The CRTC in August announced new rules for all mobile phone operators, telling companies like Bell Mobility and Rogers AT&T Wireless to provide Enhanced 9-1-1 (E9-1-1) emergency service to customers wherever the service is available. The CRTC said it used to request that only wireless providers that were competitive local exchange carriers (CLECs) provide E9-1-1, which connects callers with emergency services quickly. The Commission said carriers must notify customers about the change, giving service providers 90 days to devise an execution plan. For more info, visit www.crtc.gc.ca.
Who bought what in the where?
In a complicated move, Canadian voice over IP firm Onlinetel Corp. is joining forces with Globalive Communications Inc., a voice application firm. Eiger Technology Inc. announced the merger in August, saying it would sell its stake in Onlinetel to Newlook Industries Corp., which also purchased Globalive. Eiger owns 80 per cent of Newlook, but according to an Eiger spokesperson, once Globalive comes together with Onlinetel, Globalive will be Newlook’s majority stakeholder. Eiger’s rep said the point is relatively simple: to combine Globalive’s apps with Onlinetel’s network.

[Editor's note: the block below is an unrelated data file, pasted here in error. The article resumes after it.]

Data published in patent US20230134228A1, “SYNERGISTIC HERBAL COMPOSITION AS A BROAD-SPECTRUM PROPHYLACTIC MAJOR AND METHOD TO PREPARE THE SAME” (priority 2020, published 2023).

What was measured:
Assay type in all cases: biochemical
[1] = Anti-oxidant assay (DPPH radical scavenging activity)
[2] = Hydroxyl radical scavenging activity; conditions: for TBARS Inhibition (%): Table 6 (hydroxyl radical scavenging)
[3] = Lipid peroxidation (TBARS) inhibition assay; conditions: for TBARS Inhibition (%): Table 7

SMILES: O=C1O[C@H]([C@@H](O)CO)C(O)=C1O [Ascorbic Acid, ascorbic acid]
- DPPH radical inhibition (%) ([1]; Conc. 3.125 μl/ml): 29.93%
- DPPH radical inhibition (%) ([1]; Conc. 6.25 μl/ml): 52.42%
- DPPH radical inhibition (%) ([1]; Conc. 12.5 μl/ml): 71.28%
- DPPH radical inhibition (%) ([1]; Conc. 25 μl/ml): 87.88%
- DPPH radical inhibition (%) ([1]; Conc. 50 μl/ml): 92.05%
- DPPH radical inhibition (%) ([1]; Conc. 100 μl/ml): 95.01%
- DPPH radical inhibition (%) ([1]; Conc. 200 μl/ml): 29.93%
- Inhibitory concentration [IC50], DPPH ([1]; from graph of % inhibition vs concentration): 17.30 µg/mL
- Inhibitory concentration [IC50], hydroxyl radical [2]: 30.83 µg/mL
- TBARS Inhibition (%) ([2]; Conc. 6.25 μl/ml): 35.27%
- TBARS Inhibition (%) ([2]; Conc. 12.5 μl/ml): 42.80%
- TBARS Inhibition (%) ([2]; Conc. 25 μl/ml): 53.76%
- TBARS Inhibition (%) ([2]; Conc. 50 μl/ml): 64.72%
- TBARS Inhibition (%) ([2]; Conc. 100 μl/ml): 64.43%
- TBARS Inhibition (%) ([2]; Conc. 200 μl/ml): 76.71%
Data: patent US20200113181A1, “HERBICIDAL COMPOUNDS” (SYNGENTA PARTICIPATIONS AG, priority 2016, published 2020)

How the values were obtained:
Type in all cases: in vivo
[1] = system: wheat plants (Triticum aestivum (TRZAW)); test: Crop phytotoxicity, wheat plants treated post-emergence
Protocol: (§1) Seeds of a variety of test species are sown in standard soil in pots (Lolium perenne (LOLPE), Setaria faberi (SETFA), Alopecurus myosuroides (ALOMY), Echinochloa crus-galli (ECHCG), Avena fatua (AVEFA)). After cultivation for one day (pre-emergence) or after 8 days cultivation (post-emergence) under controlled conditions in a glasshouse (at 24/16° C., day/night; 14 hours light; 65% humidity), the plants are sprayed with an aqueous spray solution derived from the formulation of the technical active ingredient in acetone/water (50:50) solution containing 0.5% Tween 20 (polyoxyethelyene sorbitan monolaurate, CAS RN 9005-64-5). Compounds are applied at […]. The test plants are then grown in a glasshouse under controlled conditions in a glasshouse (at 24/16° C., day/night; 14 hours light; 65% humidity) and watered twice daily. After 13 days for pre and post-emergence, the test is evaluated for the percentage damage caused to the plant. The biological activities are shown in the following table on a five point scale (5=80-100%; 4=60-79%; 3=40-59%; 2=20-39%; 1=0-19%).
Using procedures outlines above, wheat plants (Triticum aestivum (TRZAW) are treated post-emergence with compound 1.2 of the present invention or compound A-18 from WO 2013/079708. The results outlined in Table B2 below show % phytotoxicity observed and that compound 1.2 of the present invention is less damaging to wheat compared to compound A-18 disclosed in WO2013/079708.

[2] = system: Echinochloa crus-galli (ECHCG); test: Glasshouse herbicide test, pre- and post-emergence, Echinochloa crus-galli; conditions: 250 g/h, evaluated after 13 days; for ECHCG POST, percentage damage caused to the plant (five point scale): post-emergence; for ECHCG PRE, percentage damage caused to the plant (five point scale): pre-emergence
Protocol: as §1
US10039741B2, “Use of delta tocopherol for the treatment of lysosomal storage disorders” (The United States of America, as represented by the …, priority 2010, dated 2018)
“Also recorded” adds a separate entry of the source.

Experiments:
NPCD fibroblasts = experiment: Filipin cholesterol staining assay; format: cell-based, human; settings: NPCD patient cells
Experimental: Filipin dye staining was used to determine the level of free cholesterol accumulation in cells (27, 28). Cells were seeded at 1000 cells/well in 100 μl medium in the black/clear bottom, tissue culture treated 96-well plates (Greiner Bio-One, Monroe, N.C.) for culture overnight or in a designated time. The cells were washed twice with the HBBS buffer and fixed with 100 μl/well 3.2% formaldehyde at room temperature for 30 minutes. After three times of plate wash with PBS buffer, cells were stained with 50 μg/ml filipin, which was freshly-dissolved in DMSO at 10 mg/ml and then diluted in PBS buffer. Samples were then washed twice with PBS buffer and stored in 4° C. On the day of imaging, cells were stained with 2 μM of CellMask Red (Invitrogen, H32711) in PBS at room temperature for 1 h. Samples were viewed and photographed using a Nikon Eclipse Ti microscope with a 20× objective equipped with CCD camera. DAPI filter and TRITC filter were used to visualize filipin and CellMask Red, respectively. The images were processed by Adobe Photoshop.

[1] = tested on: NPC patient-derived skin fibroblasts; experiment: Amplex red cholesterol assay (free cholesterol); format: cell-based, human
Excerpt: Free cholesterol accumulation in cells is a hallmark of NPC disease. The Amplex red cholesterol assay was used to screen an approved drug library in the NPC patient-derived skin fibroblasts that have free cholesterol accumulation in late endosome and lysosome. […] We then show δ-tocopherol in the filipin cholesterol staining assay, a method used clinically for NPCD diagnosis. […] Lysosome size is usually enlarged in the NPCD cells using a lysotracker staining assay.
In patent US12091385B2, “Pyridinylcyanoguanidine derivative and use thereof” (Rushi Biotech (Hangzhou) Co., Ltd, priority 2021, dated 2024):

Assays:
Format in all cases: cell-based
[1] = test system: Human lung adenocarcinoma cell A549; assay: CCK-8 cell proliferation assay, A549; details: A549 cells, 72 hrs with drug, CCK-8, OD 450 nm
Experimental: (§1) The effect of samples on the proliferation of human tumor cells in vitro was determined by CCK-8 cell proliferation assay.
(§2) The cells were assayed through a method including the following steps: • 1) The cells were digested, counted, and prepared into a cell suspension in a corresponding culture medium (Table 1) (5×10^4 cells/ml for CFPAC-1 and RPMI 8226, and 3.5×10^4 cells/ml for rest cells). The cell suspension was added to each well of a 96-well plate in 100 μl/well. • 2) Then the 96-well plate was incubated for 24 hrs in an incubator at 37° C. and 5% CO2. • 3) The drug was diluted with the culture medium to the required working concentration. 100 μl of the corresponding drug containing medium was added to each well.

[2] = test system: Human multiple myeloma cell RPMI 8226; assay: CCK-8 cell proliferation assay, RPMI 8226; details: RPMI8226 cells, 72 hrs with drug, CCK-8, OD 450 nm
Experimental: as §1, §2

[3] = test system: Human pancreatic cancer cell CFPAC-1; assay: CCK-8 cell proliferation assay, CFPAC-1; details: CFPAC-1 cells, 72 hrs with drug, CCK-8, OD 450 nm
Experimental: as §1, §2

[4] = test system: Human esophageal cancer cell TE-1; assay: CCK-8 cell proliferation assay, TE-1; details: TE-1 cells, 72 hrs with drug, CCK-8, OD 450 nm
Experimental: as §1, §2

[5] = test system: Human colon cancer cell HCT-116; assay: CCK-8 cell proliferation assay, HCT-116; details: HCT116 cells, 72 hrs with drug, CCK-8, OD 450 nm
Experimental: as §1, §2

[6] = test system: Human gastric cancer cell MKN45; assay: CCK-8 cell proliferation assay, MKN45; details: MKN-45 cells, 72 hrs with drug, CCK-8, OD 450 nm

Caffeine injection for Spotnik
Wi-Fi service provider Spotnik Mobile Inc. in July announced it would provide wireless Internet access at Timothy’s World Coffee locations across Canada. A spokesperson for the caf